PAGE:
updated 3/1/2011 4:29:42 PM ET 2011-03-01T21:29:42

Facing higher fuel prices, American Airlines says it's going to fly a little less than it expected this year. American parent AMR Corp. still plans to grow in 2011 as travel demand rebounds, but not as quickly.

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If other airlines copy American and reduce or slow their growth in capacity, they could boost their ability to raise fares by making seats scarcer. The airlines have already raised fares several times this year, citing the need to offset climbing fuel prices.

Story: Latest airfare hike cut in half in response to competition

American also said that winter storms in January and February cost it $50 million. The storms led to thousands of canceled flights, including many at American hubs in Dallas and Chicago.

Demand for air travel strengthened last year. American and its regional affiliate, American Eagle, originally intended to increase capacity by 4.3 percent this year. Airlines can raise capacity by adding flights, using bigger planes with more seats, or operating longer flights.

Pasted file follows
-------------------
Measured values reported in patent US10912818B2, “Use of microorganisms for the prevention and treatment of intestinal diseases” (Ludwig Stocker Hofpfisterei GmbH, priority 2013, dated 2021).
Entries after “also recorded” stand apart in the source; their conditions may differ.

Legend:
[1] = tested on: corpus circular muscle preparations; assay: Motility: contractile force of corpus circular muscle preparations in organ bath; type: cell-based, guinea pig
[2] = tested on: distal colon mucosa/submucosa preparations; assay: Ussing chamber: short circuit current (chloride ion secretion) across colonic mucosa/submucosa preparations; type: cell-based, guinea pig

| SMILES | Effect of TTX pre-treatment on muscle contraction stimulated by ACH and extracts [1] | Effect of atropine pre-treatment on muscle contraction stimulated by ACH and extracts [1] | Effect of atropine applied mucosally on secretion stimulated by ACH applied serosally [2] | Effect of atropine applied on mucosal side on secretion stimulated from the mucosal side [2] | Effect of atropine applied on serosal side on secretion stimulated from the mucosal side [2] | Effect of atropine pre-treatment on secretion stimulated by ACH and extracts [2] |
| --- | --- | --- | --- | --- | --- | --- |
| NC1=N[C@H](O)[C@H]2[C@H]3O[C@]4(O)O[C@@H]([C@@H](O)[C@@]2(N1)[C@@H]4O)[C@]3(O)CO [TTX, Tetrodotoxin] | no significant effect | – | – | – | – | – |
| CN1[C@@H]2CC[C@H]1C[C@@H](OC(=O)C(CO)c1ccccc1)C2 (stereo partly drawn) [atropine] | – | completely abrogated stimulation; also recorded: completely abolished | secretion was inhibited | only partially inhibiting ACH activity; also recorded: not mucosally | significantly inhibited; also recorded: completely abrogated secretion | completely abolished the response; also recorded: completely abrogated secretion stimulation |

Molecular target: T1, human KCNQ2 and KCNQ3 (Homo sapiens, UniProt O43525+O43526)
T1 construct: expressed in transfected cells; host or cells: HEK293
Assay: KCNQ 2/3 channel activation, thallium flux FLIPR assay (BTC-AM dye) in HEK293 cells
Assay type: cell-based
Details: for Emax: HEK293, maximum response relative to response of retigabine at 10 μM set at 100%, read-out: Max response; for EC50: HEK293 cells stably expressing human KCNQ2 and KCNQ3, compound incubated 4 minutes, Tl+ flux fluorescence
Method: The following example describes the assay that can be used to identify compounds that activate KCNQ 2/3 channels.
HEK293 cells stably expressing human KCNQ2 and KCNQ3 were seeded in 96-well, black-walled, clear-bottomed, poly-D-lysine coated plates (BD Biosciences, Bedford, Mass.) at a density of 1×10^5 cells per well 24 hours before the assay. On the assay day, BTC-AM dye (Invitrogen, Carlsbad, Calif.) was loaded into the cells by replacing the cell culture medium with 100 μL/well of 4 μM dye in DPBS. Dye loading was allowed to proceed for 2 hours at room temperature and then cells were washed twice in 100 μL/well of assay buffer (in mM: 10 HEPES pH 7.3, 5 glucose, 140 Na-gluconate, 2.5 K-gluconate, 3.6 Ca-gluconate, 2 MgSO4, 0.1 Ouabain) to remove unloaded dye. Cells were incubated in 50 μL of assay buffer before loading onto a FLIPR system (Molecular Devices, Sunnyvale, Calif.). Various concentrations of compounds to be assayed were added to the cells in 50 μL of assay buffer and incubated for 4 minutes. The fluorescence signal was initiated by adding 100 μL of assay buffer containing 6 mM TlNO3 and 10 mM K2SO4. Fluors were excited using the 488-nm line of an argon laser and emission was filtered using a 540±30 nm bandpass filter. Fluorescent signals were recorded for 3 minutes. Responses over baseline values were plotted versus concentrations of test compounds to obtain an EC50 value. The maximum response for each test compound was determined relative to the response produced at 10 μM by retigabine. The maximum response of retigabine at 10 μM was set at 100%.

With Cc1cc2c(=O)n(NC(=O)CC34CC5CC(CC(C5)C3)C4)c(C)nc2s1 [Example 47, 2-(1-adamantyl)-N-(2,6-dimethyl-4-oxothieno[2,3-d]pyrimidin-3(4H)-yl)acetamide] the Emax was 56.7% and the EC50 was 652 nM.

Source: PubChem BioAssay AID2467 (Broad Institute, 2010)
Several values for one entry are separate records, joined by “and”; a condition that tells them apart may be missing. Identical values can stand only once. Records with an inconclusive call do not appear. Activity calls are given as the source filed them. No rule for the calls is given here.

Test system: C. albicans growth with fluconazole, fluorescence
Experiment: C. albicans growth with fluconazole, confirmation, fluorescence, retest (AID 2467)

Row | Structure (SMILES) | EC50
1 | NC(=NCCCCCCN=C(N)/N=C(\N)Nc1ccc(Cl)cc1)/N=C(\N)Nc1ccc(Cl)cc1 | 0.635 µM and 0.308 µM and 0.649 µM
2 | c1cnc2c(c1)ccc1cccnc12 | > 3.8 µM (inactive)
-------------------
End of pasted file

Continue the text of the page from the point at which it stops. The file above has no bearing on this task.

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AMR said Tuesday that American and Eagle would reduce their expected flying by 1 percentage point from that earlier plan.

"In light of the current environment, in particular recent fuel price trends, we are trimming back our capacity plan for 2011," said company spokesman Andrew Backover.

Recently Delta Air Lines Inc. also curtailed growth plans in the face of rising fuel prices, saying first-quarter capacity would rise between 3 and 5 percent instead of 7 percent. Delta predicted full-year capacity would grow by just 1 percent.

Much of the reduction or slower growth in airline capacity will come on domestic routes, where demand has not been as strong as on international routes. American originally expected to raise domestic capacity just 1 percent but planned a 7.7 percent increase in international flying.

The price of jet fuel has risen by about half in the past year, to more than $3 a gallon, although most airlines have limited the increase by hedging against extremely high prices. Fuel now accounts for about one-third of most airlines' costs.

Copyright 2011 The Associated Press. All rights reserved. This material may not be published, broadcast, rewritten or redistributed.


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